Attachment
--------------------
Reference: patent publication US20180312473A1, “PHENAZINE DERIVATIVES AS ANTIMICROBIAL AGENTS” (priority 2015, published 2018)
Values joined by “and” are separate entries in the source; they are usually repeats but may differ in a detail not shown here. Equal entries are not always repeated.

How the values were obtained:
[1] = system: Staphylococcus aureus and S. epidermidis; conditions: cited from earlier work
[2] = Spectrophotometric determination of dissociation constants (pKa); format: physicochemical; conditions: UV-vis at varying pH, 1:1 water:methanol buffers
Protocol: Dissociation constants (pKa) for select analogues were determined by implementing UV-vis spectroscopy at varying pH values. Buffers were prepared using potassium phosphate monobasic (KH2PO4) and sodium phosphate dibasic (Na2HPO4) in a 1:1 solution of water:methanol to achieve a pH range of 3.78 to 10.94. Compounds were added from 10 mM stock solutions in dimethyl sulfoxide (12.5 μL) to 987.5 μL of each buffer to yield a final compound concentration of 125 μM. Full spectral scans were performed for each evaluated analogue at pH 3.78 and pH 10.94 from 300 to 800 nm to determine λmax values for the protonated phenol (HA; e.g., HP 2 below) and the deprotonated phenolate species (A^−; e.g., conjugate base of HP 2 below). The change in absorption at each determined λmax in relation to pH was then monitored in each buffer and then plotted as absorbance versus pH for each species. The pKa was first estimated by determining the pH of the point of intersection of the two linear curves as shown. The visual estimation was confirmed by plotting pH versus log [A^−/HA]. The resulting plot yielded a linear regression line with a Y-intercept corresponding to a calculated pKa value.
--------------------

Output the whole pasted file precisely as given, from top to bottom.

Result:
Reference: patent publication US20180312473A1, “PHENAZINE DERIVATIVES AS ANTIMICROBIAL AGENTS” (priority 2015, published 2018)
Values joined by “and” are separate entries in the source; they are usually repeats but may differ in a detail not shown here. Equal entries are not always repeated.

How the values were obtained:
[1] = system: Staphylococcus aureus and S. epidermidis; conditions: cited from earlier work
[2] = Spectrophotometric determination of dissociation constants (pKa); format: physicochemical; conditions: UV-vis at varying pH, 1:1 water:methanol buffers
Protocol: Dissociation constants (pKa) for select analogues were determined by implementing UV-vis spectroscopy at varying pH values. Buffers were prepared using potassium phosphate monobasic (KH2PO4) and sodium phosphate dibasic (Na2HPO4) in a 1:1 solution of water:methanol to achieve a pH range of 3.78 to 10.94. Compounds were added from 10 mM stock solutions in dimethyl sulfoxide (12.5 μL) to 987.5 μL of each buffer to yield a final compound concentration of 125 μM. Full spectral scans were performed for each evaluated analogue at pH 3.78 and pH 10.94 from 300 to 800 nm to determine λmax values for the protonated phenol (HA; e.g., HP 2 below) and the deprotonated phenolate species (A^−; e.g., conjugate base of HP 2 below). The change in absorption at each determined λmax in relation to pH was then monitored in each buffer and then plotted as absorbance versus pH for each species. The pKa was first estimated by determining the pH of the point of intersection of the two linear curves as shown. The visual estimation was confirmed by plotting pH versus log [A^−/HA]. The resulting plot yielded a linear regression line with a Y-intercept corresponding to a calculated pKa value.